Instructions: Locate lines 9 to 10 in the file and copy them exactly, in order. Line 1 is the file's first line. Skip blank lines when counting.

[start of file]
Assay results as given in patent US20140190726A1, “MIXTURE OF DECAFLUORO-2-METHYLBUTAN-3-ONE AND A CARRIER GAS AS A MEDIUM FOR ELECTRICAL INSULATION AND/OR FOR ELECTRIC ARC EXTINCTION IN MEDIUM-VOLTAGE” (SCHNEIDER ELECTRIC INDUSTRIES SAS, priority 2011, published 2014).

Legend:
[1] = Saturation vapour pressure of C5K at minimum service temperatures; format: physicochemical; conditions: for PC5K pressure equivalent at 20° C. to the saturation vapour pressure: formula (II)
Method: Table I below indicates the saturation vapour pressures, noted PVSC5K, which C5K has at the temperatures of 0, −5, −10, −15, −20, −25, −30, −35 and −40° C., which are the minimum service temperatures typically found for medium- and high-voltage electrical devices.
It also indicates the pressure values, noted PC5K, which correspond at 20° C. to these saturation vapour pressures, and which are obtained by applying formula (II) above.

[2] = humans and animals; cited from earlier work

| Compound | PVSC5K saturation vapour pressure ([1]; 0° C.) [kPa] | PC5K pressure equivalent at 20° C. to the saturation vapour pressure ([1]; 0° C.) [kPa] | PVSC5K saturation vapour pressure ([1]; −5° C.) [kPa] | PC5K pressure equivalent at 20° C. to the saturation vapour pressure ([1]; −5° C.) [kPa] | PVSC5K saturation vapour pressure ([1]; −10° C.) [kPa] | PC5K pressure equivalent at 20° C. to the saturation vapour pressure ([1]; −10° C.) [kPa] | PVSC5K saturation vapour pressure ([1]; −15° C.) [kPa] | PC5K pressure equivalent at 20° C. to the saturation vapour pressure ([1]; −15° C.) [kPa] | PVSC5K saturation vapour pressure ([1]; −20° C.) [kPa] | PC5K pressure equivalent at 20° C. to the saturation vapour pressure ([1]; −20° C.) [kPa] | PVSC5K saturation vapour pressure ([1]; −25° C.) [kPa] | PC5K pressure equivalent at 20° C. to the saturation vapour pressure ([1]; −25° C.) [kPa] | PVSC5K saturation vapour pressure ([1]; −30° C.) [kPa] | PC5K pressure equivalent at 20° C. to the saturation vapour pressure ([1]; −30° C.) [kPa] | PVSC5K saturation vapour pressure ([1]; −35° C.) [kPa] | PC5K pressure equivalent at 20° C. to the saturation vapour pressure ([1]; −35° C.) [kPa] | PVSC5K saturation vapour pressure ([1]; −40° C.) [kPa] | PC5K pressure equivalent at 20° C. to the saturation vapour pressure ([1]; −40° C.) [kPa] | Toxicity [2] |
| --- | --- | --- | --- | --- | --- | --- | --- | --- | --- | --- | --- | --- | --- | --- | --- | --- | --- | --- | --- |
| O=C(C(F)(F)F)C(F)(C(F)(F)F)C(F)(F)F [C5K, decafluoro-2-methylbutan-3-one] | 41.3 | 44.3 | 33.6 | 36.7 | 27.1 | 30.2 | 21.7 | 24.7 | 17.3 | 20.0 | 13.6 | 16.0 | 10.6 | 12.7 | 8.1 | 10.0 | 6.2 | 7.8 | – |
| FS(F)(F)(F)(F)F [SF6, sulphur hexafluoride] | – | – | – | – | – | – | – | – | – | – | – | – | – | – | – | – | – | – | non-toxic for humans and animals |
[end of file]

| O=C(C(F)(F)F)C(F)(C(F)(F)F)C(F)(F)F [C5K, decafluoro-2-methylbutan-3-one] | 41.3 | 44.3 | 33.6 | 36.7 | 27.1 | 30.2 | 21.7 | 24.7 | 17.3 | 20.0 | 13.6 | 16.0 | 10.6 | 12.7 | 8.1 | 10.0 | 6.2 | 7.8 | – |
| FS(F)(F)(F)(F)F [SF6, sulphur hexafluoride] | – | – | – | – | – | – | – | – | – | – | – | – | – | – | – | – | – | – | non-toxic for humans and animals |